I love to eat seasonally. There is the hippie factor that your produce has less distance Spinach, Lentil & Feta Phyllo Mini Piesto travel when it’s in season, but produce tastes its best when it’s eaten during its intended season. A ripe peach in July immediately reminds me of warm summer days and baseball games. The first bite of butternut squash in the fall conjures images of crisp, falling leaves, a fire in the fire place, and, of course, football. (There may be a sports-related theme here, I’m a sports nut if you didn’t already get that.)

The winter can get a little more tricky when it comes to eating seasonal produce. Lots of broccoli, cauliflower, spinach, chard, chard, and did I say chard? Basically, things that are in season all year but to me have become “winter food”. And I have to get a little bit creative, which is were this recipe comes in.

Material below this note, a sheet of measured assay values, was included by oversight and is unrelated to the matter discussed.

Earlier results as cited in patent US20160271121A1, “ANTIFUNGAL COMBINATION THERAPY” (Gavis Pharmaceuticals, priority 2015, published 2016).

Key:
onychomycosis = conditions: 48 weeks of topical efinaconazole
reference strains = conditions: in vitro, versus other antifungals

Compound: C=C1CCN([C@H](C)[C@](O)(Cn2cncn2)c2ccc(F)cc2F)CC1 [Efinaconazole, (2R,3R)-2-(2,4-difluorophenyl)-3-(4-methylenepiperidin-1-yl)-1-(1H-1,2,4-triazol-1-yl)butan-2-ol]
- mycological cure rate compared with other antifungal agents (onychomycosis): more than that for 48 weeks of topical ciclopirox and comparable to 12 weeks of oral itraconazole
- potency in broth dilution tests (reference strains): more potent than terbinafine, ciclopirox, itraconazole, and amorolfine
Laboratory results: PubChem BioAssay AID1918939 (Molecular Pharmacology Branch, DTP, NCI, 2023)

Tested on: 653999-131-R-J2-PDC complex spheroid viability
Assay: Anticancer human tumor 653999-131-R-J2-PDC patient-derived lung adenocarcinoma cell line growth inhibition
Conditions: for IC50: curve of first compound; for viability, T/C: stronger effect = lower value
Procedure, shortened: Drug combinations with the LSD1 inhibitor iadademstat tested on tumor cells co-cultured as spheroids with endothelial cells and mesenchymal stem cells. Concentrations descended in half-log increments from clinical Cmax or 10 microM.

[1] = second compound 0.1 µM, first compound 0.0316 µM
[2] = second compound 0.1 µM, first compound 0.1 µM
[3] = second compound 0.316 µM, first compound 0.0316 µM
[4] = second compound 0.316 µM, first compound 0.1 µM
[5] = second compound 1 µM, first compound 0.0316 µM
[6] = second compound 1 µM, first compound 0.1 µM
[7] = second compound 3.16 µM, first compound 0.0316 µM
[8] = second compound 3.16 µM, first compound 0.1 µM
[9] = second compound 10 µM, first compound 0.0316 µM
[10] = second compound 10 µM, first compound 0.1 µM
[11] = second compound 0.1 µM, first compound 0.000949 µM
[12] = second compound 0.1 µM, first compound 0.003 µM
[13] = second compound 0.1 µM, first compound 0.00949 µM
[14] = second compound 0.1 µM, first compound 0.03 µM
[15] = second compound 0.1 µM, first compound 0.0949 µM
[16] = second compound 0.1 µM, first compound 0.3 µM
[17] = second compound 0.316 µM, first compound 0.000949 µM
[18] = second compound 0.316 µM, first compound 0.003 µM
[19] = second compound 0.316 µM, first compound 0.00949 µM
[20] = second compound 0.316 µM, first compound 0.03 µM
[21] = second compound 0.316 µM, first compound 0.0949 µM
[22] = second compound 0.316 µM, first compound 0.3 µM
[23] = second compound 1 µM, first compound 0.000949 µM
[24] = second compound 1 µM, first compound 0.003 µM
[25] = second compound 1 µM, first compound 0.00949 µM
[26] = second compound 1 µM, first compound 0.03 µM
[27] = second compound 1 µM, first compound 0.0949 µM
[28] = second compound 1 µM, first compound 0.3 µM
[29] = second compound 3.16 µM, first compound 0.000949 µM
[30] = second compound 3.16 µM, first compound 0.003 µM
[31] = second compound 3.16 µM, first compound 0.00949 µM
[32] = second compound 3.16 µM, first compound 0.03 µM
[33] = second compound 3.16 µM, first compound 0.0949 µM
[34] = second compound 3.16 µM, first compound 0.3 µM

Jaime Oliver is one of my favorite chefs. He has an easy going style that I try to emulate. His recipes often don’t have exact measurements nor do they have exact cooking times. Cooking isn’t exact, and it doesn’t have to be. Most of the time, if you add a little bit extra of this or that, things are going to turn out just fine. I was given his cookbook, Meals in Minutes, and it contains recipes for full meals: an entrée, a side and dessert and, for they most part, they’re pretty healthy. And they really do only take minutes! This recipe was inspired from his book. My recipe may seem a little complicated but it truly does come together in about 20-30 minutes.

  • 1/2 lb spinach
  • 3 egg whites (you can use 3 full eggs if you like things a little more egg-y)
  • 2/3 c toasted pine nuts
  • 1/2 c black lentils (about 1 cup dry lentils)
  • zest of 1 lemon
  • 1 tsp dried oregano
  • 6 oz crumbled feta
  • 2 oz grated gruyere
  • 1 roll whole wheat phyllo dough* (If you can’t fine whole wheat phyllo, non-whole wheat works just fine.)